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Collier County commissioners vote down rental ordinance

The proposal would've required landlords to give tenants a 60-day notice if rent was going up more than 5-percent
Posted at 4:26 PM, May 10, 2022
and last updated 2022-05-10 20:41:50-04

COLLIER COUNTY, Fla. — Commissioners voted down an ordinance that would have required landlords to give tenants a 60-day notice if the rent was going up more than five-percent. The ordinance will be addressed again at the next meeting, though some people are not happy about Tuesday's decision.

Elizabeth Radi with the Collier County Tenant Union says the ordinance would've bought people time to look for a new home, if they had to.

"Passing this ordinance would’ve been a great sign of hope and a restoration of ‘hey, we see what you’re going through. We want to help you,“ Radi explained.

Commissioners, like Andy Solis, did not see it that way.

"In my opinion, that didn't really address the issue of rents being unaffordable, Solia said.

One commissioner mentioned during the meeting how tenants can go up to their landlords about rent increases 120 days before it happens.

"That’s not logical," Radi said. "Fair-market value changes, so therefore your landlord is not going to give you four months advanced notice."

There's one program helping with the housing crisis. Emergency rental assistance is available for people in Collier County. Radi has seen a problem with that.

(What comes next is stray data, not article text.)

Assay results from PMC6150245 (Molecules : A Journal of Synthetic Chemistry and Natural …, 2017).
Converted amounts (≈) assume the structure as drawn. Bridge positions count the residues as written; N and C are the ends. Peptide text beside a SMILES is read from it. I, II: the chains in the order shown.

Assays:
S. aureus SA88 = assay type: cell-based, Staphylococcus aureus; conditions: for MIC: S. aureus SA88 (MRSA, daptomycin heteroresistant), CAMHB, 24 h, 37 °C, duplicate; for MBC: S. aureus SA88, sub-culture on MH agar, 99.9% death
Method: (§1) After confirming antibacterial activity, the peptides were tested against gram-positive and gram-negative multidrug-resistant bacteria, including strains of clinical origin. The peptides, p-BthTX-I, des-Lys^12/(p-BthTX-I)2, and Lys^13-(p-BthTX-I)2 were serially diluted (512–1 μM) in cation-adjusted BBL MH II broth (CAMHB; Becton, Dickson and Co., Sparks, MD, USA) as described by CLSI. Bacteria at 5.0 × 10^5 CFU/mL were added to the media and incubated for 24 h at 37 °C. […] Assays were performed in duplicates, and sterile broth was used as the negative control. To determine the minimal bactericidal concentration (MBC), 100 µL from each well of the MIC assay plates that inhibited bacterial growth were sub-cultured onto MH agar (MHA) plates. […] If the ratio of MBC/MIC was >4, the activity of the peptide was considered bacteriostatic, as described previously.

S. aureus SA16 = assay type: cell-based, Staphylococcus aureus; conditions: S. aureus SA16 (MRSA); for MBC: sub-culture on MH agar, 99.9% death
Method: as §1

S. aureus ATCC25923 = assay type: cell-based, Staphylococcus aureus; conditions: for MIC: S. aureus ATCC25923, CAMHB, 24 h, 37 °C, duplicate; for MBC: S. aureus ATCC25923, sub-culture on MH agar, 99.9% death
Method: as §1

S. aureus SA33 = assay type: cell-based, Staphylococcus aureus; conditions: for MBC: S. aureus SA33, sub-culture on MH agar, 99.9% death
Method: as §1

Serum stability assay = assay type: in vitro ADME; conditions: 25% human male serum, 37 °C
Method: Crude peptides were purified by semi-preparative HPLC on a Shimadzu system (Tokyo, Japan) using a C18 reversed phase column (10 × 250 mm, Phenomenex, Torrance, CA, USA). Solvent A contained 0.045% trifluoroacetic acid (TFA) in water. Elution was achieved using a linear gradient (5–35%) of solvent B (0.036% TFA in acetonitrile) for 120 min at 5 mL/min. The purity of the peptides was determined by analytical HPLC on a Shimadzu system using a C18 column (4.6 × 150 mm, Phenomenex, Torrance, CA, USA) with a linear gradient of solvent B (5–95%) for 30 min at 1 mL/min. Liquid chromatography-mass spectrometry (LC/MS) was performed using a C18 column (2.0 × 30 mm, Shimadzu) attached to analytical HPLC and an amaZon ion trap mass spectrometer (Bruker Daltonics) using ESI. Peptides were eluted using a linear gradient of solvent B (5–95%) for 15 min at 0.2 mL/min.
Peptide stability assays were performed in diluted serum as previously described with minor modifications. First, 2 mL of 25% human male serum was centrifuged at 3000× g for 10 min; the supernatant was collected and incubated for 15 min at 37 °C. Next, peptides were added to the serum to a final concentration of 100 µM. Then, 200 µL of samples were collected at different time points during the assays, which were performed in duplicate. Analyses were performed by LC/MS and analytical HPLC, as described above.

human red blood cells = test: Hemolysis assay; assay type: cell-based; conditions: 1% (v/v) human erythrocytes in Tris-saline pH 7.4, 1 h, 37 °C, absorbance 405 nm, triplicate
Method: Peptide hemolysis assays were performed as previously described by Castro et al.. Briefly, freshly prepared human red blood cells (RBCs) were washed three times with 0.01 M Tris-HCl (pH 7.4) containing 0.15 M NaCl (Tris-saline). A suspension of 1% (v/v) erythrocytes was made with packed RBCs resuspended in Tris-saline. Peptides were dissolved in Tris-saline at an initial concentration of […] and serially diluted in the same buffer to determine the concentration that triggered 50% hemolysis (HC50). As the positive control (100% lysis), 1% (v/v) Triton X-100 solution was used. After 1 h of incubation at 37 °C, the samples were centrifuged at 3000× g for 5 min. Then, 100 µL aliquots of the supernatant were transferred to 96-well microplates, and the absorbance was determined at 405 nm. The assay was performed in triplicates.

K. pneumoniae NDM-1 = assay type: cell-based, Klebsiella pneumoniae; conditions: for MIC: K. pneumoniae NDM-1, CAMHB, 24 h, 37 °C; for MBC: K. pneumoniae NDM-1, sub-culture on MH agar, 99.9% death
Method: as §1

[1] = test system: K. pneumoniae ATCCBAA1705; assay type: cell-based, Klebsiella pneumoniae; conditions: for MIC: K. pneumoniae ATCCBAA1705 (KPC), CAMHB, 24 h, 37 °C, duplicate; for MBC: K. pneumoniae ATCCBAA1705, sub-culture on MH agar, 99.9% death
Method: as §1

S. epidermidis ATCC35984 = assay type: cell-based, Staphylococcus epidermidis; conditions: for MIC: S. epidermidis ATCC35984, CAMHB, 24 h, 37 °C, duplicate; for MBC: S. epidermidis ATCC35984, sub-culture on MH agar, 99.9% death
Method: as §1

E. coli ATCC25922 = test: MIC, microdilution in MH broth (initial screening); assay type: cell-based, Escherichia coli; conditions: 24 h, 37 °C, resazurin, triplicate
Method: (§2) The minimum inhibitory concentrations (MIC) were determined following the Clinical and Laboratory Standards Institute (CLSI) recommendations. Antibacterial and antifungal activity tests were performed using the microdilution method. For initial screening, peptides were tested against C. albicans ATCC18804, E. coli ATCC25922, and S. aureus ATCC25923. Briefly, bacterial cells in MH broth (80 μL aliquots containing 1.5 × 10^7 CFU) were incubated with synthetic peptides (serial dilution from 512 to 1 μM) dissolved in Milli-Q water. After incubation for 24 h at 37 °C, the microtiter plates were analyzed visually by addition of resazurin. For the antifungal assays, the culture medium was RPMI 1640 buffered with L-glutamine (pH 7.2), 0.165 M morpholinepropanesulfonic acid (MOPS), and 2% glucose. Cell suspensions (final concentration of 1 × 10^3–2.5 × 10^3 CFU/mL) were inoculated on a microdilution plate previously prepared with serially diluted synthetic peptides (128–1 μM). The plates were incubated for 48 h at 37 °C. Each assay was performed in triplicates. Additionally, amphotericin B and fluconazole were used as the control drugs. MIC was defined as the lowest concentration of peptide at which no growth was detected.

"There are funds out there, but the applications can be very tedious," she said.

There are $6 million available in emergency rental assistance— money that could go back to the federal government if it's not allocated to people. According to Kristi Sonntag, director of Collier County's Community and Human Services, the spending deadline is Sept. 30, 2022 for the emergency rental assistance program.

Only 500 people have applied and 506 are in the process, though she says they have seen an uptick in applications and expect it to grow monthly.

"What can we do better to get the word out to people?" Radi said.

One idea Solis had was to wrap buses to advertise the program. He also suggested an amendment to the ordinance, requiring landlords to provide information about the rental assistance program. However, some commissioners were not on board with that.

"For a landlord to just put a website at the bottom of a lease renewal or a non-new lease is basically a couple of letters," Radi said.

At this point, it's back to the drawing board for the ordinance and long-term solutions to the housing crisis. When the next meeting comes around, commissioners will discuss the ordinance again, along with marketing for the rental assistance program.

"I don’t know that we have a clear-cut answer at this point," Solis said. "Local governments hands are tied, to some respects. We can’t do a lot of things in terms of rental control."

To apply for rental assistance, click here.